When you think of dog sledding, you probably think of Alaska. The massive state spans more than 570,000 square miles with barely 1,000 miles of highway, so dog sledding is not only a popular sport but just a convenient means of transportation! You’ve also probably heard of the famous 1,150 mile Iditarod Sled Dog Race which goes from Anchorage to Nome and thought that taking a dog sled out for a spin might be a tad bit fun. Well, guess what. There are more places than just Alaska to try your hand at mushing. Here are 7 of the best places to go dog sledding in the United States. Some of these places even offer camping, but if comfort is more your style, there are plenty of vacation rentals that will allow you to be at one with nature.
Thanks to its stunning scenery, Ely is known as the “Sled Dog Capitol of the U.S.,” and Wintergreen Dogsled Lodge at the gateway of the Boundary Waters Wilderness is the only lodge operation in the country devoted exclusively to dog sledding. In fact, they’ve been providing lodge-to-lodge dogsled vacations for nearly 30 years. Dog sledding can be rigorous and is usually best for people with a good level of health and fitness, but Wintergreen specializes in working with beginners and has trips that are suitable for people who are only minimally fit. If you’re looking for a little more adventure, they also offer camping trips for people with fair to good fitness. While you’re in Ely, check out a few wilder canines at the International Wolf Center which advances the survival of wolf populations by teaching about wolves, their relationship to wildlands and the human role in their future.
Get ready for an all-immersive experience in Grafton Notch, Maine. Mahoosuc Guide Service offers a variety of tours from day trips to weekend trips including skiing and snowshoeing. The four to six-day trips in the Maine northwoods even promise to take you to the most pristine and remote wilderness areas. One of the coolest things about Mahoosuc is that they offer special trips with Cree or Inuit guides complete with “local” food like walleye, moose, beaver, bear or goose. If you haven’t gotten enough of the great outdoors, check out Grafton Notch State Park for waterfalls, caves, and the Appalachian Trail.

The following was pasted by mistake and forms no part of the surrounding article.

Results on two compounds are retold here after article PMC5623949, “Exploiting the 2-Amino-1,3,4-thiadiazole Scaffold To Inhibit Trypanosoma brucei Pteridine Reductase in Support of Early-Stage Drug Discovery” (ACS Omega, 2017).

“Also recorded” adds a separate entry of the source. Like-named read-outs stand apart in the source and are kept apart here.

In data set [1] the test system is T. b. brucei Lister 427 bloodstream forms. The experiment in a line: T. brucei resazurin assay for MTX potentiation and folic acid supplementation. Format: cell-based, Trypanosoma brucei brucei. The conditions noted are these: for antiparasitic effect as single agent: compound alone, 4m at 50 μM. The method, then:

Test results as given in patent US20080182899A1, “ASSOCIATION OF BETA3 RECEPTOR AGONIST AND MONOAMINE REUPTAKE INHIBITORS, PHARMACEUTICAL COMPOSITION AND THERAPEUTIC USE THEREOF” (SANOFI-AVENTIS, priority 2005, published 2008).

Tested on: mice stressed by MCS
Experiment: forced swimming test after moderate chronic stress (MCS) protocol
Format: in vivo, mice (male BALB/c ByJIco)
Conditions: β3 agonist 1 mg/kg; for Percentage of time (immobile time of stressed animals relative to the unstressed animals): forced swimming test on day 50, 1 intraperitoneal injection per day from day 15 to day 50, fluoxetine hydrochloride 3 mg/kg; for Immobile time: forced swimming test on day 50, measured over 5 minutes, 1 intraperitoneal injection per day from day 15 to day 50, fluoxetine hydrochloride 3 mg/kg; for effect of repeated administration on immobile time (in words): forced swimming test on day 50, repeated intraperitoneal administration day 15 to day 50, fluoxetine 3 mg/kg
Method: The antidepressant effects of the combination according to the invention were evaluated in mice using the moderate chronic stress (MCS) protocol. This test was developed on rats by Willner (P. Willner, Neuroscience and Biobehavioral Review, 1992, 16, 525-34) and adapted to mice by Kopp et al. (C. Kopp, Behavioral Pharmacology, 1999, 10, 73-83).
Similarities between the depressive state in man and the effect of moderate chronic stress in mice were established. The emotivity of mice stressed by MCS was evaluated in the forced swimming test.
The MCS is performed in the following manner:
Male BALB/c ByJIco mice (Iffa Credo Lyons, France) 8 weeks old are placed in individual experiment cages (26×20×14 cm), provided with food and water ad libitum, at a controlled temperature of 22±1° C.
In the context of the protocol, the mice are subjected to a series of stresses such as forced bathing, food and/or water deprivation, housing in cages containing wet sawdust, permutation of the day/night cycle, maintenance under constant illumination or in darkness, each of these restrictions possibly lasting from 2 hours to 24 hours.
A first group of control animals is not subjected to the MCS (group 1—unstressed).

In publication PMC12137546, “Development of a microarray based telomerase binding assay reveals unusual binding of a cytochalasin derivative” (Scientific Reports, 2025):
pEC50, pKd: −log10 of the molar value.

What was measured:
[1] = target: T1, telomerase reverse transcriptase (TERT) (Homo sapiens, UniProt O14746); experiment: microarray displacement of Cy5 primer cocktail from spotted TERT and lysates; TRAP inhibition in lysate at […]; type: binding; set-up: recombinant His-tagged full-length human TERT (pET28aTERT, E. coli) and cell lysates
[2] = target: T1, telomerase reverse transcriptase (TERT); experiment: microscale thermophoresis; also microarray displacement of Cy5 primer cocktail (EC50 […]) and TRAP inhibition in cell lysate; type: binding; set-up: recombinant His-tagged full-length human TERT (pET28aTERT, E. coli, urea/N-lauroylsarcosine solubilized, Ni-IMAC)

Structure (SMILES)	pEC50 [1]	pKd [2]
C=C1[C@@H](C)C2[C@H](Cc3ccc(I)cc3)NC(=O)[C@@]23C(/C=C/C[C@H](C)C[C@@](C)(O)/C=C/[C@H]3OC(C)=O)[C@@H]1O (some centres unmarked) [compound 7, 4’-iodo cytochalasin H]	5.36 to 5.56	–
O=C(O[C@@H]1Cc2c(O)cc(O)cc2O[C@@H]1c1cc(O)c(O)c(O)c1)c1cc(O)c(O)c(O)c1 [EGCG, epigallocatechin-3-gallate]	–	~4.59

If you just want to try a little bit of dog sledding, but don’t want to go for an all out, week-long adventure, this is the perfect place for you. Nature’s Kennel offers a half-hour trip for only $75 where guests get to ride around Boyne Highlands Resort near Harbor Springs, Michigan. This tour is available on all winter weekends and holidays. Of course, they do also offer half day, full day, and overnight adventures, so you can easily choose the package that’s best for you and your family. If you don’t want to stay in a cabin or yurt during the overnight adventure, you can also opt for the Chamberlin’s Old Forest Inn package which combines fine dining and fabulous lodging with your dog sled adventure.
4. Mountain Musher Dog Sled Rides in Vail Valley, Colorado
Get ready to see Colorado like you’ve never even imagined. Mountain Musher Dog Sled Rides run tours through a private trail through Aspen groves and pine forests in the Rocky Mountains where no snowmobiles or cross-country skiers are allowed. Instead, you’ll be sharing the trail with elk, fox, coyote, and deer. Two-hour trips are offered in the morning and the afternoon and even include a snack of homemade pumpkin bread and hot cocoa. Other fun things to do in Vail Valley during the winter are skiing and lake ice fishing.
The Adirondacks is the perfect place to take to the sled. In fact, it was home to the first Olympic dog sled demonstration, and some year-round residents still use dog sleds as a reliable form a transportation. Because dog sledding is so popular here, many resorts throughout the mountain towns offer sled rides to their guests. Adirondacks is full of cozy, little towns, but we recommend Golden Arrow Dogsled Rides and Thunder Mountain Dog Sled Tours in Lake Placid. This quaint town envelops Mirror Lake and is full of outdoor gear shops, snug breweries and inviting coffee shops. There are also plenty of vacation rentals to choose from in the area.
6. Jackson Hole Iditarod Sled Dog Tours in Jackson, Wyoming
Wyoming is marked by pristine wilderness, so finding a place to go dog sledding is easy peasy. Jackson Hole Iditarod Sled Dog Tours feature over 170 Alaskan sled dogs and offer trips going to Granite Creek Canyon and Bridger-Teton National Forest. Keep your eyes on the trail, but if you get a chance to look up, you might spot some rare species such as bald eagles and bighorn sheep. Depending on snow conditions, the season can start as early as late November and could run into April. However, it’s best to book early because they have extremely limited availability. After your tour, there’s plenty to do in Jackson, but if you’re sick of the outdoors and want to warm up, head to Downtown Jackson Hole for outstanding shopping and dining.
Dogsled adventures has been offering dog sled tours since 1979, and you can easily see the owner, Jeff’s, love and passion for these dogs. The dogs love it too! Alaskan Huskies, like many other dogs, love to work because it gives them a sense of purpose in life and much-needed exercise. Many of the dogs at Dogsled Adventures Montana have even been adopted from the Flathead County Animal Shelter and given a happy and loving home. Dogsled Adventures Montana is located 20 miles north of Whitefish, Montana and just a few mountains from Glacier National Park.
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